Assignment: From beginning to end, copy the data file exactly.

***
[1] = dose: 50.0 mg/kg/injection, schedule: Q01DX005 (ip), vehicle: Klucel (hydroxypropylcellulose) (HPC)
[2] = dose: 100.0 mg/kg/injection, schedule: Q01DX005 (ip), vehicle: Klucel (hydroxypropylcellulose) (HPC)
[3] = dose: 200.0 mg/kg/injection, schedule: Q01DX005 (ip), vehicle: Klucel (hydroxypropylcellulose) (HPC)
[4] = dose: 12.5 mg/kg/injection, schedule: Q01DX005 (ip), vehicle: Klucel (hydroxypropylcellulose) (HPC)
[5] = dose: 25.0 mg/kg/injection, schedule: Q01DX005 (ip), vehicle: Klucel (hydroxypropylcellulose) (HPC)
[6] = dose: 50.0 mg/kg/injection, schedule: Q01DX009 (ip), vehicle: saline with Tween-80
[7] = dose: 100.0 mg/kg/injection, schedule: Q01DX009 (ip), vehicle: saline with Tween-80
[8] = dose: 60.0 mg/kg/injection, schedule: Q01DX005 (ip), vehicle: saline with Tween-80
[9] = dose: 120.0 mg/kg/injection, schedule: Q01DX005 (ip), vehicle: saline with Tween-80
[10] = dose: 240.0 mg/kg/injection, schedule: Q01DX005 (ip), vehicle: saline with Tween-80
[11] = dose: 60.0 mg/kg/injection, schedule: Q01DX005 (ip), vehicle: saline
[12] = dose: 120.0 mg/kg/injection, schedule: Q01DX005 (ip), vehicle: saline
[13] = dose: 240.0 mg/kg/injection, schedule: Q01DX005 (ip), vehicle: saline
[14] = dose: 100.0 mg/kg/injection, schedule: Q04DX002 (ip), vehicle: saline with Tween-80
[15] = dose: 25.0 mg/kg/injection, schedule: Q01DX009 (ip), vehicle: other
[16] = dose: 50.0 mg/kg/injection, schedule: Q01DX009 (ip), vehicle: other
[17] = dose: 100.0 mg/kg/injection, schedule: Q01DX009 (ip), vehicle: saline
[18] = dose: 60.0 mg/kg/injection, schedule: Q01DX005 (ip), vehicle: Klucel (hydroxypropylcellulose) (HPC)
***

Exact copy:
[1] = dose: 50.0 mg/kg/injection, schedule: Q01DX005 (ip), vehicle: Klucel (hydroxypropylcellulose) (HPC)
[2] = dose: 100.0 mg/kg/injection, schedule: Q01DX005 (ip), vehicle: Klucel (hydroxypropylcellulose) (HPC)
[3] = dose: 200.0 mg/kg/injection, schedule: Q01DX005 (ip), vehicle: Klucel (hydroxypropylcellulose) (HPC)
[4] = dose: 12.5 mg/kg/injection, schedule: Q01DX005 (ip), vehicle: Klucel (hydroxypropylcellulose) (HPC)
[5] = dose: 25.0 mg/kg/injection, schedule: Q01DX005 (ip), vehicle: Klucel (hydroxypropylcellulose) (HPC)
[6] = dose: 50.0 mg/kg/injection, schedule: Q01DX009 (ip), vehicle: saline with Tween-80
[7] = dose: 100.0 mg/kg/injection, schedule: Q01DX009 (ip), vehicle: saline with Tween-80
[8] = dose: 60.0 mg/kg/injection, schedule: Q01DX005 (ip), vehicle: saline with Tween-80
[9] = dose: 120.0 mg/kg/injection, schedule: Q01DX005 (ip), vehicle: saline with Tween-80
[10] = dose: 240.0 mg/kg/injection, schedule: Q01DX005 (ip), vehicle: saline with Tween-80
[11] = dose: 60.0 mg/kg/injection, schedule: Q01DX005 (ip), vehicle: saline
[12] = dose: 120.0 mg/kg/injection, schedule: Q01DX005 (ip), vehicle: saline
[13] = dose: 240.0 mg/kg/injection, schedule: Q01DX005 (ip), vehicle: saline
[14] = dose: 100.0 mg/kg/injection, schedule: Q04DX002 (ip), vehicle: saline with Tween-80
[15] = dose: 25.0 mg/kg/injection, schedule: Q01DX009 (ip), vehicle: other
[16] = dose: 50.0 mg/kg/injection, schedule: Q01DX009 (ip), vehicle: other
[17] = dose: 100.0 mg/kg/injection, schedule: Q01DX009 (ip), vehicle: saline
[18] = dose: 60.0 mg/kg/injection, schedule: Q01DX005 (ip), vehicle: Klucel (hydroxypropylcellulose) (HPC)